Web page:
I saw “The Amazing Spider-Man” yesterday. Here’s my One Sentence Review:
While TASM doesn’t really give us anything “new”, it does provide a fun moviegoing experience full of big-screen super heroics and spidey-sense-tingling excitement.
For more, see me after the jump. Warning, though, here there be spoilers!
The most common complaint you hear about “The Amazing Spider-Man” relies on the idea that it isn’t anything new, that it’s a redundant retelling of the same story we’ve already seen too many times before.
Which is both true and irrelevant.
Yes, this is essentially the same movie as the Tobey Maguire and Kirsten Dunst version ten years ago with a fresh coat of paint on it. So what? It’s still fun, there are enough differences to keep it interesting, and we have a new villain to watch. If you’re looking to escape the summer heat for a couple of hours of air conditioned popcorn-munching super heroic action, this is a good bet.
In general, I’d say it’s on par with the original movie. The actors all turn in solid performances and the action is fun. My wife was clutching my arm at several points, which is always a bonus. I thought they did a great job recreating some of the dynamism and funky acrobatics that gave the early Steve Ditko comics so much life and fun, which was a step up from the previous iterations.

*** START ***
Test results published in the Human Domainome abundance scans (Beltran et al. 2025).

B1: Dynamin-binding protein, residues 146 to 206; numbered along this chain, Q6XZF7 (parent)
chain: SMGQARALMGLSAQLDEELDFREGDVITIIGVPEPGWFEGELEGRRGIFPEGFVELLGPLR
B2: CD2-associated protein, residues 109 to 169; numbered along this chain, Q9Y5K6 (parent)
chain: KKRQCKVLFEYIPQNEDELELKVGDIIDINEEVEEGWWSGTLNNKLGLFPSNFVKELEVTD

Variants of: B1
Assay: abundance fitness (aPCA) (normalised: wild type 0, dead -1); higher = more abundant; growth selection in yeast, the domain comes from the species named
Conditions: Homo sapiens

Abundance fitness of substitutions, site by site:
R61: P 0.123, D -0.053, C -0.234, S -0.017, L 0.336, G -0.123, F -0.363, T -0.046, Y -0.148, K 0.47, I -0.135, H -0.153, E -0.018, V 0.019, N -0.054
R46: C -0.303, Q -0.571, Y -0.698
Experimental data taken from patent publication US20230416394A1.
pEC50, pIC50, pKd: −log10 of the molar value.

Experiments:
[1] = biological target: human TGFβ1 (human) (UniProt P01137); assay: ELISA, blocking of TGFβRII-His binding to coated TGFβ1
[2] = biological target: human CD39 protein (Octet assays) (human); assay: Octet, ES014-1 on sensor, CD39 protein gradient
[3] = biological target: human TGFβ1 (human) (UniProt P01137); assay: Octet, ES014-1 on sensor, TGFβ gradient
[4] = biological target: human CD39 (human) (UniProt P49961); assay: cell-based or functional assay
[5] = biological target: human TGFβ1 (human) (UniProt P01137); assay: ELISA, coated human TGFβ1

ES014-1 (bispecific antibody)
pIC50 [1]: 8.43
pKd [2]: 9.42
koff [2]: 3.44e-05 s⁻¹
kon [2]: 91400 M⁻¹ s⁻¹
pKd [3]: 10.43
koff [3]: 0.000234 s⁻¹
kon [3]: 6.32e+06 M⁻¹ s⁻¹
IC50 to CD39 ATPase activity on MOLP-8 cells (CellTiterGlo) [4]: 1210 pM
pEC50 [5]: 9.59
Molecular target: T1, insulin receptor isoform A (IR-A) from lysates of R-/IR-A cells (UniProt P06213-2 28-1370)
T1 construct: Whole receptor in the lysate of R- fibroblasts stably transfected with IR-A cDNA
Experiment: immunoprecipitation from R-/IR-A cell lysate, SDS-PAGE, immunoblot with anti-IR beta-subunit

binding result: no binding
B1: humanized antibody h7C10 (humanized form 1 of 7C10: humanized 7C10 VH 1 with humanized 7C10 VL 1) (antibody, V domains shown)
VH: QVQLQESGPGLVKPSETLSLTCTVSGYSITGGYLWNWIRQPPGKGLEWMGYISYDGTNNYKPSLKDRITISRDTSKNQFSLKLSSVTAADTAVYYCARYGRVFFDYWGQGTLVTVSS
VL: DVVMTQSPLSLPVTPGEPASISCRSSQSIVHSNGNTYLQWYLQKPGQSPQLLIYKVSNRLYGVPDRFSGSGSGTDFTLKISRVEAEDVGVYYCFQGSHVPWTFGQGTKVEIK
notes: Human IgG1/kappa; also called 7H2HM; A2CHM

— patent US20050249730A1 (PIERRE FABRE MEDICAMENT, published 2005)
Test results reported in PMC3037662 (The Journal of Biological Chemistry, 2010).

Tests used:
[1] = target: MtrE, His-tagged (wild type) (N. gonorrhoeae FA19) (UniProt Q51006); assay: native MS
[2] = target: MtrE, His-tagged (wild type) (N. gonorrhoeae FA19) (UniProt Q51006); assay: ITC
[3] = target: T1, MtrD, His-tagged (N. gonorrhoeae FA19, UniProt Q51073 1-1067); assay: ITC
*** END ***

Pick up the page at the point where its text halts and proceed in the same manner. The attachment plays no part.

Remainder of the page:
I felt like it dragged a little in parts, but maybe that’s just because we’re all so familiar with the basic outlines of the origin. I sort of wish someone else would take a page from the second “Hulk” movie, where they dispensed with the entire origin in the opening credits. Yes yes, crazy mutant spider bit, dead uncle, we get it, let’s move on!
The Lizard sequences were done well, with the kind of lethal strength I wish we’d have gotten in the Godzilla movie. He was a truly scary opponent for Spidey, perfectly rendered on the big screen.
I found the plot to be a serviceable vehicle for delivering the action, although not anything I’ll put down in my “Great Moments in Screenwriting” journal. For instance, there’s (SPOILER ALERT!) a minor sub plot where the Lizard rolls canisters of mutagenic gas through crowds of cops, who we see transform into blue-clad lizard men. Then we don’t ever see them again until the very end. Were they rampaging through the city causing chaos? Did they revel in their newfound strength and intelligence, proving that the Lizard was actually right? We don’t know because we never go back to what was set up as being a fairly important development.
Of course the film was already over two hours long at that point so maybe there just wasn’t time.
I liked Emma Stone as Gwen Stacy, her anime-like big eyes and slightly awkward mannerisms fit the role perfectly. And Andrew Garfield makes for a good Spider-Man, bringing an edge of fun and joy to the acrobatic parts of the role that Maguire missed. Yes, he’s a little bit emo, but I think that’s about how a modern-day take on Peter Parker should be.
So is it worth going to see? Definitely, even if you’re not really going to get anything you didn’t the first time around. But I like seeing what takes different creative folks have on a given super hero property. That’s a long-standing tradition in comics and as long as the final product delivers the goods, I’m happy.
I’d say there aren’t any high notes like the upside-down kiss, but on the other hand we don’t have a moussed Peter Parker be-popping down Emo Avenue, either. In general I’d give this movie a solid B+.
If you’ve seen it already I’d love to hear your take in the comments as well.